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Quarantine Recommendations


Miftahul Zannat


The intention of these recommendations is to help you discover their magic by yourself. As such, I have refrained from recommending anything too specifically or revealing too much. I will leave large bits out so that you can explore them by yourselves. So, without further ado, let us commence.

 

Music: The 1975

A few of us might have heard of this niche band, but most of us remain ignorant. The 1975 is a British band that defies genre expectations. One of the best aspects of their music is that their discography seems to have a song for everyone. You want pop? Listen to Tootimetootime. You want soft rock? Listen to Chocolate or Robbers. You want a song about how technology has affected our lives, read by Siri? Listen to The Man Who Married a Robot/Love Theme. You want a metal song about the anxieties of living in this decade? Listen to People. The 1975’s impressive cache of good songs is baffling, as is their way of referencing a multitude of relevant topics in the songs. Though their versatility does take some time to get used to, it is worth it because once you develop an ear for their music, you will not be able to turn back. 

 

Poetry: A Minor Role by U. A. Fanthorpe

When I read this poem, I felt akin to the narrator whom I imagined was weaving the poem as they went through a typical day. Perhaps, the most enjoyable part of poetry is that we can find ourselves portrayed through it — and while this could also be said for books or music, it is particularly true for poems. As for A Minor Role, what many of us will undoubtedly like about this poem is how it deals with the introspections of a person who is comfortable with playing an insignificant, inconspicuous part in the world. Often, we imagine our futures to be times of grandeur, but this poem conveys the simple joy of a future that is utterly devoid of greatness.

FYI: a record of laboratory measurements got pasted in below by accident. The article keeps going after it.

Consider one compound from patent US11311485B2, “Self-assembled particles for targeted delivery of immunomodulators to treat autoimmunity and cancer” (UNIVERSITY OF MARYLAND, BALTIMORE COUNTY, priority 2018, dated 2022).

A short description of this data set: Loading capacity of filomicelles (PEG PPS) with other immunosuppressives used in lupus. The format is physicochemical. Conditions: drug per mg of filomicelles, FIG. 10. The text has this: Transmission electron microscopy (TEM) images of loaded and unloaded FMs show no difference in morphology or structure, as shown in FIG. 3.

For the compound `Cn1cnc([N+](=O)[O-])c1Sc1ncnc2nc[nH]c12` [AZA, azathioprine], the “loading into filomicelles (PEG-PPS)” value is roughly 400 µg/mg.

Graphic Novel: No Longer Human by Osamu Dazai, illustrated by Junjo Ito

To be completely honest, this graphic novel is dark and very depressing. Bu, it is also an excellent read. For any form of art, one of the important things is how it makes us feel. And No Longer Human will make you feel the worst in the shoes of its protagonist. However, I still recommend this because I believe that the questions the protagonist poses about human beings are ones that need to be pondered. The plot is not the only aspect of the graphic novel that works well; it is also Ito’s atmospheric and stark, honest artwork. Some of us might know Ito from Uzumaki, an excellent graphic novel in its own right. However, in No Longer Human, Ito’s art comes alive, making readers feel the horror that the protagonist experiences about his humanity. 

 

Movie: J’ai Perdu Mon Corps (I Lost My Body)

J’ai Perdu Mon Corps was released last year on Netflix. It’s a French animated film about a sentient severed hand. The weird premise, however, is not something to shy away from. In this beautifully surreal film, the simple plot, the atmospheric music, and the gorgeous cinematography all work in harmony to allow for an immersive respite from the grumbling boredom of quarantine. 

 

Book: Fragile Things by Neil Gaiman

Neil Gaiman is mostly known for his graphic novel series Sandman and his novel American Gods. However, he has also written for TV shows and has penned quite an impressive collection of books. Though most of his books are a delight and I would recommend you try all of them, Fragile Things is worth mentioning solely because of the surrealism of the plots. While not everyone enjoys surrealism much, I would like you to give this book a try. Fragile Things is a collection of short stories and poems which have bizarre plots and subject matters we may never have thought about but which prove to be thought-provoking and intriguing. It also helps that these stories are relatively short and require little commitment. 

 


Miftahul is a curly bigfoot who is seen reading whenever you spot her, that is. Occasionally, she writes.

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